406 High human islet yield with recombinant class I (rC1) and class II (rC2) collagenases in combination with BP-Protease: Efficacy of a low dose of an animal-free enzyme mixture on human pancreas digestion
Tuesday November 17, 2015 from 07:00 to 08:00
Room 110

Michael G. Hughes, United States

Assistant Professor of Surgery

Department of Surgery; Division of Transplant Surgery

University of Louisville/Jewish Hospital


High human islet yield with recombinant class I (rC1) and class II (rC2) collagenases in combination with BP-Protease: Efficacy of a low dose of an animal-free enzyme mixture on human pancreas digestion

Benjamin Tweed1, Gopalakrishnan Loganathan1, Michael G Hughes1, Stuart K Williams1, Michael L Green2, Andrew G Breite2, Francis E Dwulet2, Robert C McCarthy2, Balamurugan Appakalai1.

1Department of Surgery, Clinical Islet Cell Laboratory, Cardiovascular Innovation Institute, University of Louisville, Louisville, KY, United States; 2VitaCyte LLC, Indianapolis, IN, United States

Background: The dose and composition of the enzymes used in the islet isolation process is a critical factor that impacts the number and quality of islets released from tissue. Recently, we successfully manufactured recombinant class I (rC1) and class II (rC2) collagenases and tested their efficacy for isolating islets utilizing 16 human pancreases.  Low and high target doses of rC1 and rC2, in combination with BP-protease, were tested using a statistically designed experiment (DOE) in a split-pancreas model. Four different enzyme formulations with divergent C1:C2 collagenase mass ratios (about 27:73, 38:62, 43:57, and 55:45) were assessed for their effectiveness to recover functional human islets while keeping the neutral protease activity constant. Results from the DOE indicated that isolation outcomes and islet functional data were similar among all formulations tested, suggesting enzyme target activities could be dramatically reduced without a consequential effect on isolation outcome.  In the present study, we have selected and tested the low activity target formulation (rC1rC2; 100,000 CDA Unit/g, 12 Wunsch Unit/g) in whole human research pancreases.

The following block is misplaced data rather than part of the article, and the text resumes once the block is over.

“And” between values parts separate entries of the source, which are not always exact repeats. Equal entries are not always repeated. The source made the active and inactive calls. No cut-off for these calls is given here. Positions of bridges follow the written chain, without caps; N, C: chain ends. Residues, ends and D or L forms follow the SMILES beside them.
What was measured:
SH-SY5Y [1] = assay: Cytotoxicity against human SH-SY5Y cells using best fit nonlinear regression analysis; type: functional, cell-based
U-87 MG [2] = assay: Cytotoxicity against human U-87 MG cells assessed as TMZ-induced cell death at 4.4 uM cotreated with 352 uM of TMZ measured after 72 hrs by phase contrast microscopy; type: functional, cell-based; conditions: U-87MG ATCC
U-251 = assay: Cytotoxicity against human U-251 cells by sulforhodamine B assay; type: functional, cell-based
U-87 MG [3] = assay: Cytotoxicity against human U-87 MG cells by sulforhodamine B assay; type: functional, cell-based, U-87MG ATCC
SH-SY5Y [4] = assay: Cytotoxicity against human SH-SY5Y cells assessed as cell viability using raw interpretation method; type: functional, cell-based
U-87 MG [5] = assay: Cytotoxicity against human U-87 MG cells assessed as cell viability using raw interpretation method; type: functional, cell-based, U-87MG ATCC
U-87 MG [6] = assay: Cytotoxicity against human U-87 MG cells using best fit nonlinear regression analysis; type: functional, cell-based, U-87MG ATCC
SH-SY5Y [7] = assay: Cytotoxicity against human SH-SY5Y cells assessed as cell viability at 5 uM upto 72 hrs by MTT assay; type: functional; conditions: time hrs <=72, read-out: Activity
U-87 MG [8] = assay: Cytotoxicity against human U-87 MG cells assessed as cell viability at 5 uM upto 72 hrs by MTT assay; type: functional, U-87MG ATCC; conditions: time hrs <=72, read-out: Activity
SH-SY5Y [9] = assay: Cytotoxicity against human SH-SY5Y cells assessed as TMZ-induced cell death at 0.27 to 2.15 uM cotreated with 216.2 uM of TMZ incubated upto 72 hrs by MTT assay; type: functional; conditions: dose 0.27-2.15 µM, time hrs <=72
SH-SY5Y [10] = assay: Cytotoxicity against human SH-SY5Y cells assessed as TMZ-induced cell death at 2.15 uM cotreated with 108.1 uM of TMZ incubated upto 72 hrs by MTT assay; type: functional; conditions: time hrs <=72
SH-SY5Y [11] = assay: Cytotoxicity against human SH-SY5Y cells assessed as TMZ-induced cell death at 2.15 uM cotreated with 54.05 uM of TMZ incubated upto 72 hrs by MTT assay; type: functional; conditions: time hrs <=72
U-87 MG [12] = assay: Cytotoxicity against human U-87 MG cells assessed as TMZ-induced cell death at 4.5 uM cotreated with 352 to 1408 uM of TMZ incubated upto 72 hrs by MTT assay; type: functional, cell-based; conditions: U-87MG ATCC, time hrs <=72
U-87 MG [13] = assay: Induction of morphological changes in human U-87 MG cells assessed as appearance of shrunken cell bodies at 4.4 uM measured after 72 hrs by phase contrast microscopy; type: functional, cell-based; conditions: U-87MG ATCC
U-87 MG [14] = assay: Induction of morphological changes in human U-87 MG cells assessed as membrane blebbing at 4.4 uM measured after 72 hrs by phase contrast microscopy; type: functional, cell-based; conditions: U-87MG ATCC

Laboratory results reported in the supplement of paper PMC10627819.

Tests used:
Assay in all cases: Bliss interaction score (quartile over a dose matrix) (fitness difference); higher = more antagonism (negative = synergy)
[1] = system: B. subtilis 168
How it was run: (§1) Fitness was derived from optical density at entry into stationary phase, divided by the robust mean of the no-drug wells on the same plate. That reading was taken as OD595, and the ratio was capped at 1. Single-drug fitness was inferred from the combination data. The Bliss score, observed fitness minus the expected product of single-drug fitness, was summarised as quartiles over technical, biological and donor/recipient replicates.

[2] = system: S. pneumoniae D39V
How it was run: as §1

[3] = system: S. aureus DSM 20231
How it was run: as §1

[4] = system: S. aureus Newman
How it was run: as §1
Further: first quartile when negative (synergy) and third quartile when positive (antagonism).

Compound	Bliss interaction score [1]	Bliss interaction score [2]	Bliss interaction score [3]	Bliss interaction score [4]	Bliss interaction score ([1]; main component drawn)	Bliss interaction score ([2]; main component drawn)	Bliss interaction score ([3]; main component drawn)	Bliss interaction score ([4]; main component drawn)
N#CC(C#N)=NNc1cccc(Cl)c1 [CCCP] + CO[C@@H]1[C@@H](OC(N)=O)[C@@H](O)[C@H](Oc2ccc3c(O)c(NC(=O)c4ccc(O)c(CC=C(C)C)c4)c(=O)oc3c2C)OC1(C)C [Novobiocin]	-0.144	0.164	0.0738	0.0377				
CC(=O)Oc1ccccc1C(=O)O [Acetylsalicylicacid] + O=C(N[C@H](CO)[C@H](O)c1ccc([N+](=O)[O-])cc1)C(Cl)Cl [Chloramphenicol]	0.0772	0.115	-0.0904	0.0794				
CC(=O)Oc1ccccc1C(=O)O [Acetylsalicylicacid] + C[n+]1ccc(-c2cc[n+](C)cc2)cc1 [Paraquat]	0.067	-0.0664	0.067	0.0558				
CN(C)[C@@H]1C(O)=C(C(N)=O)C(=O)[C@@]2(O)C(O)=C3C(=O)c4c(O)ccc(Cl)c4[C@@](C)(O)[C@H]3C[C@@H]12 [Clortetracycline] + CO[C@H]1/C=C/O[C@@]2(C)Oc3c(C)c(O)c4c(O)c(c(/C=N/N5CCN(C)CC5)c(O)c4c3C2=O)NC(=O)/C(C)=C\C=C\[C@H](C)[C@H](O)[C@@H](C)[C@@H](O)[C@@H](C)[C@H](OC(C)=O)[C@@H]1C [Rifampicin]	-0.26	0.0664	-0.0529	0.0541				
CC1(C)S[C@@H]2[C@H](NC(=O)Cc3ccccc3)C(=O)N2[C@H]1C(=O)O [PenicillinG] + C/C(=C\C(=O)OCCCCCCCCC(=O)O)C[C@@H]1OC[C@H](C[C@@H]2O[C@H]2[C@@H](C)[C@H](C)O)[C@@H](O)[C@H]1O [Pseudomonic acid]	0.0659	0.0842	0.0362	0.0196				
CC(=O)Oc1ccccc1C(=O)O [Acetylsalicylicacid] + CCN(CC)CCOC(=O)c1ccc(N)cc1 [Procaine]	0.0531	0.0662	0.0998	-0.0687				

Methods: Human islets were isolated according to our institution's standard clinical islet isolation protocol using four deceased donors. Low dose (rC1rC2; 100,000 CDA Unit/g, 12 Wunsch Unit/g) rC1rC2 enzyme  was prepared in Hank’s balanced salt solution (350 ml) and injected into the pancreatic duct. Pancreas digestion profiles were carefully monitored and compared to isolations performed with traditional enzyme formulations (>200,000 CDA U/g, 20 Wunsch U/g). Islet cell viability was assessed by FDA/PI after overnight culture.
Results: Our results confirmed the effectiveness of BP-Protease in combination with recombinantly-sourced collagenase for isolating islets from whole human pancreases. The digestion profiles, including the digestion times (19.7±0.6), were normal, although we used enzyme target activities that were only 50-60% those of a traditional formulation. Islet morphology, acinar cell release profiles, and percentage of undigested pancreatic tissue were similar to standard islet isolation.  Islet yield (IEQ/gram pancreas) at pre- and post-purification was 5,318 ± 718 and 4,553 ± 825, respectively, for the low dose rC1rC2 enzyme blend.  Islet viability was >90% in all isolations.
Conclusion: A lower dose recombinant collagenase in combination with BP-protease was successfully used to recover >5000 IEQ/g tissue from four consecutive islet isolations using research grade human pancreases.  Results from this small set of isolations indicate the effectiveness of this animal-free enzyme mixture to recover islets at doses of collagenase that are ≈50% of those used commonly for human islet isolation. By utilizing different ratios of rC1:rC2, it is possible to obtain high islet yields from young donors and sub-optimal pancreases.


© 2018 Melbourne2015